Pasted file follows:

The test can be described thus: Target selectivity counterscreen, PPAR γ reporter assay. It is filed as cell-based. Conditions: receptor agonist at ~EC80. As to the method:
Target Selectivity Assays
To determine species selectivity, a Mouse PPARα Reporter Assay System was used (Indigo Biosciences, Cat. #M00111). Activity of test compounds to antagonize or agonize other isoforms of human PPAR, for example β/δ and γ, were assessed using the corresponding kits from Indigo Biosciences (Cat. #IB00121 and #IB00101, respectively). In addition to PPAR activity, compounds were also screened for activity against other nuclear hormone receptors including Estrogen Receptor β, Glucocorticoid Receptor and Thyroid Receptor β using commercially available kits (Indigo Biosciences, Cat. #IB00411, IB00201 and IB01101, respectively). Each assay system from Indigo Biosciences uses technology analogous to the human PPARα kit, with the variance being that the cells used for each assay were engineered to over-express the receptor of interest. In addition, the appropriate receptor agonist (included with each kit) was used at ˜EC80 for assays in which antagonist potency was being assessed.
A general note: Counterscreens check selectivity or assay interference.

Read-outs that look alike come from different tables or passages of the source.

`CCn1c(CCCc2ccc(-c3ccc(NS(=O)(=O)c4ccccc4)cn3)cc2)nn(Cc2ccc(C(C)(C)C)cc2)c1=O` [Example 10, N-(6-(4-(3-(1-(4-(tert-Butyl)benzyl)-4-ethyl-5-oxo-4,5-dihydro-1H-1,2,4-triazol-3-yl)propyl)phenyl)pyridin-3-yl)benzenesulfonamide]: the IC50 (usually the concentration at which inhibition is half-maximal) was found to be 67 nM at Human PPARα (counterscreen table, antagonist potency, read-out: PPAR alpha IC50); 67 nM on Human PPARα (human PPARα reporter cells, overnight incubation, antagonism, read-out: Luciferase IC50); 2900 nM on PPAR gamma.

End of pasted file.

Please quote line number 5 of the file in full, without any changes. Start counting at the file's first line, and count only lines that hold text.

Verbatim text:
Read-outs that look alike come from different tables or passages of the source.